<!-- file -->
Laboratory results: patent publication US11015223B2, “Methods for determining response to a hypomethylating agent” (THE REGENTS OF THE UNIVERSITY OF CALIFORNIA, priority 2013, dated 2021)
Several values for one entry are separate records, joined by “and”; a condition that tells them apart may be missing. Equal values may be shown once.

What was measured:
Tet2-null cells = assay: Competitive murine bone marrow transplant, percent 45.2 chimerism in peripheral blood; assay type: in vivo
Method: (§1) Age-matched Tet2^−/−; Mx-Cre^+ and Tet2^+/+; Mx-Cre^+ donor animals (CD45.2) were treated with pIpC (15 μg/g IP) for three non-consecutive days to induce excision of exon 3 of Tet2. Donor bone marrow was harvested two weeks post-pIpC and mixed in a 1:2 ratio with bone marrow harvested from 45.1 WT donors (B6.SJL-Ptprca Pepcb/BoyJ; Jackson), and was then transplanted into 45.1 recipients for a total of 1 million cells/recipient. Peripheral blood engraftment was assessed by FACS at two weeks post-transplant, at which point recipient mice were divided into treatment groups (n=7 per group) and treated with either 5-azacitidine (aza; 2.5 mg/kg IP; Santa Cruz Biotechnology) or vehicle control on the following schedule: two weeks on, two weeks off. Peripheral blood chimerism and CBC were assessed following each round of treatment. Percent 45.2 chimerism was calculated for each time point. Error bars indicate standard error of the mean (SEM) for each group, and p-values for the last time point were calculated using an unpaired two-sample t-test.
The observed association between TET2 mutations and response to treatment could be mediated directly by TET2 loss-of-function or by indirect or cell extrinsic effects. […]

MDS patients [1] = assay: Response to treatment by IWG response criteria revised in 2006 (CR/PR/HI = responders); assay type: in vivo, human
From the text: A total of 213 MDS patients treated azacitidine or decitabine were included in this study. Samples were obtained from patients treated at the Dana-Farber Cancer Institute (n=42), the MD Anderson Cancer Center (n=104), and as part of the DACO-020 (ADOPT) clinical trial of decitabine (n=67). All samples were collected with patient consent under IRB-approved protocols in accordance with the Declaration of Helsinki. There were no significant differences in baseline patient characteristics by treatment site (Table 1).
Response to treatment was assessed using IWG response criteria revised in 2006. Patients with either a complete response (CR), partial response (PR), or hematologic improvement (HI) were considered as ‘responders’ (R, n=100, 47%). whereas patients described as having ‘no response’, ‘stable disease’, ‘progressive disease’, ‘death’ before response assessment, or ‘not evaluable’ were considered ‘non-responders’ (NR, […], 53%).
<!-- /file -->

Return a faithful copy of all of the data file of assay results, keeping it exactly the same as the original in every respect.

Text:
Laboratory results: patent publication US11015223B2, “Methods for determining response to a hypomethylating agent” (THE REGENTS OF THE UNIVERSITY OF CALIFORNIA, priority 2013, dated 2021)
Several values for one entry are separate records, joined by “and”; a condition that tells them apart may be missing. Equal values may be shown once.

What was measured:
Tet2-null cells = assay: Competitive murine bone marrow transplant, percent 45.2 chimerism in peripheral blood; assay type: in vivo
Method: (§1) Age-matched Tet2^−/−; Mx-Cre^+ and Tet2^+/+; Mx-Cre^+ donor animals (CD45.2) were treated with pIpC (15 μg/g IP) for three non-consecutive days to induce excision of exon 3 of Tet2. Donor bone marrow was harvested two weeks post-pIpC and mixed in a 1:2 ratio with bone marrow harvested from 45.1 WT donors (B6.SJL-Ptprca Pepcb/BoyJ; Jackson), and was then transplanted into 45.1 recipients for a total of 1 million cells/recipient. Peripheral blood engraftment was assessed by FACS at two weeks post-transplant, at which point recipient mice were divided into treatment groups (n=7 per group) and treated with either 5-azacitidine (aza; 2.5 mg/kg IP; Santa Cruz Biotechnology) or vehicle control on the following schedule: two weeks on, two weeks off. Peripheral blood chimerism and CBC were assessed following each round of treatment. Percent 45.2 chimerism was calculated for each time point. Error bars indicate standard error of the mean (SEM) for each group, and p-values for the last time point were calculated using an unpaired two-sample t-test.
The observed association between TET2 mutations and response to treatment could be mediated directly by TET2 loss-of-function or by indirect or cell extrinsic effects. […]

MDS patients [1] = assay: Response to treatment by IWG response criteria revised in 2006 (CR/PR/HI = responders); assay type: in vivo, human
From the text: A total of 213 MDS patients treated azacitidine or decitabine were included in this study. Samples were obtained from patients treated at the Dana-Farber Cancer Institute (n=42), the MD Anderson Cancer Center (n=104), and as part of the DACO-020 (ADOPT) clinical trial of decitabine (n=67). All samples were collected with patient consent under IRB-approved protocols in accordance with the Declaration of Helsinki. There were no significant differences in baseline patient characteristics by treatment site (Table 1).
Response to treatment was assessed using IWG response criteria revised in 2006. Patients with either a complete response (CR), partial response (PR), or hematologic improvement (HI) were considered as ‘responders’ (R, n=100, 47%). whereas patients described as having ‘no response’, ‘stable disease’, ‘progressive disease’, ‘death’ before response assessment, or ‘not evaluable’ were considered ‘non-responders’ (NR, […], 53%).